Hello! I “discovered” this technique one day, on a long airport layover. It consists on using a flex machine as if it were a pickup machine, but with the ability to feedback-loop and re-sequence on real time. I have used this technique an awful lot, it’s a great way to get unexpected and complex results. You can create breaks that disrespect the time grid, create feedback delay with sidechain effects (including external gear!), apply the infamous beat stretch algorithm to your sequenced beats (and still be able to change the sequence) create textures, live-loop, etc. I say “discovered” between quotes because I bet there is a crowd who already know about it.
For those who get understandably frustrated by youtube, here how to reprody with sidechain effects (including external gear!), apply the infamous beat stretch algorithm to your sequenced beats (and still be able to change the sequence) create textures, live-loop, etc.uce the technique in it’s basic form:
Start with a blank project
Set the track 6 to flex, assign it to flex recording slot number 6
Go to rec setup of track 6, and create a record trigger on the first step.
Set the T6 record input to CUE
Press CUE + T6 so that track 6 sends to cue (in studio mode, elevate the cue send
Exit rec setup and add a sample trigger on track 6, step 3 or 4
Go to track 1 and sequence something, whatever.
Send track 1 to cue aswell.
Press play. It should play the normal triggers, but it should also cause a sort of delay effect, with feedback
Try modifying the volume levels, the triggers, and so on - this is where you come in and make it go crazy
If there is interest, I can share more examples where I’ve used this technique, or perhaps a followup tutorial expanding on the idea
i discovered this technique myself a few weeks ago too, it’s awesome!
indeed there’s a whole bunch of variation you can get with various cue levels sending into the flex or the feedback cue level on the flex itself, and completely mashing up the flex track trigs and parameters. track of mine recorded straight from the OT that uses this technique in a subtle way (low synth thingie is a feedback flex pitched down a fifth, tapping from one of the comb filter tracks):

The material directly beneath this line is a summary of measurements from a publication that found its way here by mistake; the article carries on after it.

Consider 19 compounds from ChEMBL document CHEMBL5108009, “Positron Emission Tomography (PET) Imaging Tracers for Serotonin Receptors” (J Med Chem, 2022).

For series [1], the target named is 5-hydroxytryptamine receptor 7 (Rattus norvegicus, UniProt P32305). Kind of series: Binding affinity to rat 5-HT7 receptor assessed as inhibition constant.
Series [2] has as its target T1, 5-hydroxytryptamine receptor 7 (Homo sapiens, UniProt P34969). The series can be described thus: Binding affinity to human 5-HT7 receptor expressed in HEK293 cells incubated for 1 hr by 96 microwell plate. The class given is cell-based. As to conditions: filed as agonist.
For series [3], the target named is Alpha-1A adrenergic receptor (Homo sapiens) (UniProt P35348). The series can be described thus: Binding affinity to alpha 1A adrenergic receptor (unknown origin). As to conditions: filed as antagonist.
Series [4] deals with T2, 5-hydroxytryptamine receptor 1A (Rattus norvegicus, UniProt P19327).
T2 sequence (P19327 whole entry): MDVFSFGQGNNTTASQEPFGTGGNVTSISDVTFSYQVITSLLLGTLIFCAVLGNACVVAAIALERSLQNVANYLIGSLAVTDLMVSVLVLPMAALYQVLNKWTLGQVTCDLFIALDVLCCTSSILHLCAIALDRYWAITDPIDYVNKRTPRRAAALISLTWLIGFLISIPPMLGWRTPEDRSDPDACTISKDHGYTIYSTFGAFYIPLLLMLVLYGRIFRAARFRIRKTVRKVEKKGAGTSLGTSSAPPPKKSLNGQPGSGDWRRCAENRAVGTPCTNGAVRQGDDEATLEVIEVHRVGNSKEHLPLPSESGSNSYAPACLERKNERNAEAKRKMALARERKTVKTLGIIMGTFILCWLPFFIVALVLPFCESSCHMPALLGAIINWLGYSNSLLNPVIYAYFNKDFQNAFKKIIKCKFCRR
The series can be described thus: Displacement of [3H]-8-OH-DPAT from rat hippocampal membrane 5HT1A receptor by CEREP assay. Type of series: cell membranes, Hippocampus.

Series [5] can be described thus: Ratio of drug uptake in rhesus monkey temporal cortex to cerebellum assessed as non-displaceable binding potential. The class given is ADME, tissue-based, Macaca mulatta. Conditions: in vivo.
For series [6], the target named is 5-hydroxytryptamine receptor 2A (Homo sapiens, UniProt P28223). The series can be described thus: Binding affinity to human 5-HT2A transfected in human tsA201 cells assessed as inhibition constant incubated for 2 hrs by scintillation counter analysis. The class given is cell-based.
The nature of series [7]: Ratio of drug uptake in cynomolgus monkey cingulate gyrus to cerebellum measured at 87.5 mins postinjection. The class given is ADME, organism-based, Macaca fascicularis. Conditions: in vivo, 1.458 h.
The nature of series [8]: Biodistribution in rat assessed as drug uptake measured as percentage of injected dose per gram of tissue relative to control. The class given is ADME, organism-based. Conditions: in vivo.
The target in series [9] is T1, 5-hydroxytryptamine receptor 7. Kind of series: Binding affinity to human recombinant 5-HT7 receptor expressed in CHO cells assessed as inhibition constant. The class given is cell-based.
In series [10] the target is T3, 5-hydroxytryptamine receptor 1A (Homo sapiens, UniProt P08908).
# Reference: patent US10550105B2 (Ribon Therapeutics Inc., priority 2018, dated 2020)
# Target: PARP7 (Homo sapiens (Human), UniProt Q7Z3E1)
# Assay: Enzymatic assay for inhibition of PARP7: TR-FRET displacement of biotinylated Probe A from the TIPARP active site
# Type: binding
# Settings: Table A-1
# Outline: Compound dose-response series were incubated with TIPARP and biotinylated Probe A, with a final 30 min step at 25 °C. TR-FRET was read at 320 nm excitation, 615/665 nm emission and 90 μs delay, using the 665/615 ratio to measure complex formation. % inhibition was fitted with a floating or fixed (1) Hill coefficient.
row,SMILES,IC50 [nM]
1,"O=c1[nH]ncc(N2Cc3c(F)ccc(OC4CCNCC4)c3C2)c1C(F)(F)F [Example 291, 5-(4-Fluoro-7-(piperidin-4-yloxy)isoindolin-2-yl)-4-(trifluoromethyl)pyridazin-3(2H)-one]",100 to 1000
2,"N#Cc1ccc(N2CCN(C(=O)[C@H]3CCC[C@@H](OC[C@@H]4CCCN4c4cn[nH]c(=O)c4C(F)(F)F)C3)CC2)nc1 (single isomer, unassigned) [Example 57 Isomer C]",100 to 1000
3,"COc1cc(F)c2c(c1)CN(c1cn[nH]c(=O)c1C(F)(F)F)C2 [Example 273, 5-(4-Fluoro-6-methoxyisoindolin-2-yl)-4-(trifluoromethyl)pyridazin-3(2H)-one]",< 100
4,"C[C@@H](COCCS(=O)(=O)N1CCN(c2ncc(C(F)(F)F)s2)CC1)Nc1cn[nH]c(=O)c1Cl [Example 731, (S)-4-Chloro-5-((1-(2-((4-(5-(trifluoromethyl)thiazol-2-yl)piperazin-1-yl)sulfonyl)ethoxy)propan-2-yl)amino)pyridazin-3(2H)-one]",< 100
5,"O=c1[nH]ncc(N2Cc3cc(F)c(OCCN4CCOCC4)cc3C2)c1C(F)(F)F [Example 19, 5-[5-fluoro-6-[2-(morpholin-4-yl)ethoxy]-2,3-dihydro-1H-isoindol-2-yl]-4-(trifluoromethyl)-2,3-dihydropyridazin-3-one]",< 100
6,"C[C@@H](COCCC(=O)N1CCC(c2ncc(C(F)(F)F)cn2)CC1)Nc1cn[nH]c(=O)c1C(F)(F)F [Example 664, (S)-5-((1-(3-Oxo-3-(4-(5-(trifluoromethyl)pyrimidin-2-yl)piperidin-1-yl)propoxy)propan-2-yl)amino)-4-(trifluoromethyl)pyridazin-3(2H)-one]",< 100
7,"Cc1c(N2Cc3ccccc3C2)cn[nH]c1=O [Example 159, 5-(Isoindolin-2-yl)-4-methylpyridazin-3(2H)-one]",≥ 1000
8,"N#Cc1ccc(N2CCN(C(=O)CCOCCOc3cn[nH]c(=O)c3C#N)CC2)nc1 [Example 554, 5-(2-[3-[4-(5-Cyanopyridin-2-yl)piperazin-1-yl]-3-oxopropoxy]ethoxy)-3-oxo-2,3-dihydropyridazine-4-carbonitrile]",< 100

thanks for checking! feedback is not really obvious in this track but it does some slight saturation on that pitched flex. that’s what i like about the technique, you can go from really subtle saturation/movement to wild feedback. it also highly depends on the combination of rec/playback trig placement and cue levels.
Indeed there is interest ! It can be hard to tame I must say. I wanted to record and a make a video with it because the beat I had made with this technique was awesome. The problem was that by the time I decided to do so, I had lost that awesomess and had arrived straight into super weird hard feedback glitchy kind of territory and I couldn’t get out of time.
I love weird stuff as long as I found it musical. It was really not but it was still cool
The thing with feedback loops is that they are an infinite response, meaning that everything that has happened from the beginning counts (in theory), so if you start over, chances are that you won’t get the same.
Anyways, I have played with this a lot, and nowadays I can get a consistent behavior. It’s possible!
Not necessarily but it could be interesting too. In studio mode you could have the « dry » sound at same time not going in feedback loop while it is sent continuously at the level you want to the feedback whereas in normal mode, you would sent snippet or part of it only when you decide to send the track to cue.
So it’s basically two different usages which can both of them be nice depending on the sound material and the end goal.
Once again, you can do EXACTLY the same things with Normal or Studio mode.
Studio mode just change mute behavior (Main and Cue mute are linked). It also change display. But audio wise, exactly the same.
I don’t know why people oftenly say Studio mode is required for this or that. Just more convenient for muting both MAIN and CUE. Maybe because Studio sounds more professional, but in fact it is less practical if you want to mute MAIN or CUE independently for tests.